Police Interview Newsletter - Listening to Differences
LISTENING TO DIFFERENCES
In last month's issue of Police Interview (March '03- Marital Distress), I listed some possible early warning signs of marital problems. I encouraged readers to do a personal inventory for the purposes of: (1) assessing the quality of your marital relationship and (2) starting to address areas of your marriage that may need some attention.
A quick reminder: If you identify significant tensions or struggles between you and your spouse, try to work on the relationship constructively by admitting your own faults and contributions to the problem. Avoid defensive finger pointing.
This issue and the next several issues of Police Interview Newsletter will focus on teaching skills, attitudes, and behaviors that can strengthen your marital relationship, improve problem solving, and help you to manage conflicts more constructively.
Differences Attract Us To One Another
In the context of mate selection, it is often said that “differences attract.” And, that is often true in relationships - at least initially. Planful, responsible individuals might easily connect with others more free- spirited and spontaneous. An active, take-charge person could understandably fall in love with a more accommodating, deferential, even shy partner. Those from more chaotic, unpredictable backgrounds seem almost magnetically drawn to lovers who appear to hail from more stable, “Leave-it-to- Beaver” families. People are intrigued by the novel and unfamiliar!
This dynamic is particularly powerful, and potentially risky, when people fall in love. At it's best, this attraction of differences can lead to a wonderfully satisfying and complementary relationship that grows and develops over time. It is more likely, however, that as time passes individual differences will lead to misunderstandings and conflict.
Because differences between people seem to grow stronger and more disruptive as the years pass, it is critically important to strive to understand and truly value your spouse's uniqueness and the ways that he or she thinks, feels, and experiences life events. By so doing you will recognize that interpersonal differences can enrich the relationship rather than becoming sources of conflict or hurt.
The “Talk-Listen” Exercise
(Intimate Partners, Maggie Scarf, Random House, Inc., 1987, pp. 190-194)
One very effective way for couples to begin to better appreciate their individual differences, while experiencing a clear sense of self identity and interpersonal security, is to employ the “Talk-Listen” Exercise developed by Maggie Scarf. I have found this exercise (even daily practice) to be immensely helpful to those couples that I see in marital therapy. So, I often assign it as homework to be done between marital treatment sessions. Couples can do this exercise on their own if they follow the directions exactly.
Directions for this “Talk-Listen” Exercise are quoted directly from Maggie Scarf's book, Intimate Partners, (p. 190-191) as follows:
“The members of the couple are asked to select a particular hour, during the forthcoming week, and to agree that this time is to be spent together with no interruptions allowed. They are then asked to decide, perhaps by the flip of a coin, who will be entitled to the first half hour of that segment of time. The mate who goes first (let us say, the wife) is then in charge of the family microphone and is instructed to talk about her own self only. She is not permitted to say anything pertaining to her spouse, or about their relationship, at all.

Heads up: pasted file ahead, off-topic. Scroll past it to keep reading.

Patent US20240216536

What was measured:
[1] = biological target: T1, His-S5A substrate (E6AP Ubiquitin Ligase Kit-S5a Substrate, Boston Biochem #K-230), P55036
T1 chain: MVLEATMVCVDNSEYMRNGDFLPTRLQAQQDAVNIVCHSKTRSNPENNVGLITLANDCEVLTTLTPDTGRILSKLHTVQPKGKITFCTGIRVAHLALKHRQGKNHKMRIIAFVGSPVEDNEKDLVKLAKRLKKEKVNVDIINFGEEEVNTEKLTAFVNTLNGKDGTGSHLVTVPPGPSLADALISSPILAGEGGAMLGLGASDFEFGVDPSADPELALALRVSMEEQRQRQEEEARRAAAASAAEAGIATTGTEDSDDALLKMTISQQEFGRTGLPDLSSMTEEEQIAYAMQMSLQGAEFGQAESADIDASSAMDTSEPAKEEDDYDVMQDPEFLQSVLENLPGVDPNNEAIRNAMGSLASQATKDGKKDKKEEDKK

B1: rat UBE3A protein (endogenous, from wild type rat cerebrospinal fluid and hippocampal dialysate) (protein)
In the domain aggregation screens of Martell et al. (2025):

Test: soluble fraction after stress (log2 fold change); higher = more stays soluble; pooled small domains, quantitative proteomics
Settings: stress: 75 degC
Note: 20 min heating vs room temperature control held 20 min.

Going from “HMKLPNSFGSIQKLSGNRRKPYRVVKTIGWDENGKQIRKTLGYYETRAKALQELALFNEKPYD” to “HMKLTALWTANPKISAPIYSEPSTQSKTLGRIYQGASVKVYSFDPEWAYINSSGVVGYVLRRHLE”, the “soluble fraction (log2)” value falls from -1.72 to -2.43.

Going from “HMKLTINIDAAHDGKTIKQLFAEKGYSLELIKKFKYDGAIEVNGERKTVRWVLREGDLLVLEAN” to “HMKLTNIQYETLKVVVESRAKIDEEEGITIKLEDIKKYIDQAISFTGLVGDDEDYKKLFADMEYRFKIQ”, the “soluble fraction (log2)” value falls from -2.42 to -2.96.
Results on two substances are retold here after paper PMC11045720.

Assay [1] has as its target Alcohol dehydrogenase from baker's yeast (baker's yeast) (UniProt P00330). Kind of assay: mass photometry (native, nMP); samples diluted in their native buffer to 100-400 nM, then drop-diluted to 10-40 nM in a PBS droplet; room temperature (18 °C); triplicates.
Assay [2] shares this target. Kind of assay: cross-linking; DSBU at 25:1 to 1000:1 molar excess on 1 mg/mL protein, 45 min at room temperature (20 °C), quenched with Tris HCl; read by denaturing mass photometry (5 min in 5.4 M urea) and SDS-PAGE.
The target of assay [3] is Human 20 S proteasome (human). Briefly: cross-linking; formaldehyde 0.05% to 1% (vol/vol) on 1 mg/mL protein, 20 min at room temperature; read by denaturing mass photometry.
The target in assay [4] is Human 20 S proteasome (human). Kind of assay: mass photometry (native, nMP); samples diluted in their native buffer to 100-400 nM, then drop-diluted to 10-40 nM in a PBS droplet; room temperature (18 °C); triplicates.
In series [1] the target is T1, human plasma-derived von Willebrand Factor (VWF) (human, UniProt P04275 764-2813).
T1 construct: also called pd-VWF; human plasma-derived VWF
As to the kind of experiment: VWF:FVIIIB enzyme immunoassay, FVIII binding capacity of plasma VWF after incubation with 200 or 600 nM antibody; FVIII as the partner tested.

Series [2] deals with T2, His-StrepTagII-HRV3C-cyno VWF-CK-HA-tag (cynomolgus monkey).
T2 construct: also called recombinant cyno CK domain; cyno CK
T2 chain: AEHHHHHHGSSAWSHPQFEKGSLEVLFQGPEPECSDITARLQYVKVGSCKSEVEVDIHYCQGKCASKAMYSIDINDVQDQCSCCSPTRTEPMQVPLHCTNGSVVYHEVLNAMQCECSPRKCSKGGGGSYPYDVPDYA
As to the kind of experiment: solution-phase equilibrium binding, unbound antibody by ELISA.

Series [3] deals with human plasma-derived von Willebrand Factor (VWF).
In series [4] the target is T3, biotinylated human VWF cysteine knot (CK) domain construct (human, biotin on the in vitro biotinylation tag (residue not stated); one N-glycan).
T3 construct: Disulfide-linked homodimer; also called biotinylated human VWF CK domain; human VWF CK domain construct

The other partner is enjoined to listen attentively, but to make no verbal response whatsoever. After this part of the task has been completed (i.e., when the half hour is over), the speaker and the listener positions are switched. The second partner talks, and the first one gives him her complete attention with no interruptions allowed. Any discussion of the mate or the marriage is, as before forbidden.
He, during his half hour, is to talk about himself as a separate person- the things he thinks about; his life; his joys; his hurts. The rules ordain, in short, that each spouse take a period of time to talk about his or her own needs, desires, wishes, frustrations, fantasies, and so forth-so long as what is said involves the speaker alone. They ordain, as well, that the listener remain quiet and give an attentive hearing to whatever it is that's being said.
At the end of the hour, when both partners have talked and both have listened, the homework is complete. (The following week they may want to reverse the order in which they speak.) A final and very important part of the instruction is, however, that when the task is finished, no discussion of it is to take place. The members of the couple are, simply, to resume their lives without saying anything further on the subject.
What is critically important about this exercise is that the partners cannot respond to each other. The jobs of talking and listening are rotated, then further conversation on the subject is disallowed (until the next therapy session). For those couples who want to try carrying out these tasks on their own, they would agree to postpone all discussions of the exercise for at least three days after its completion.”
Advantages To Doing “Talk-Listen” Exercise on Regular Basis:
• Helps spouses to truly listen to partner's experiences and concerns
As you become more acquainted and comfortable with the “Talk- Listen” Exercise, you can expect to enjoy a greater sense of appreciation for your spouse. A good measure of marital intimacy is the extent to which each spouse is comfortable being himself in the other's presence. Differences do attract. And, as we continue to strive to understand and to value our partner, with all of their quirks and preferences, marriages can grow and flourish over time.
Malcolm M. Hart, Ph.D.
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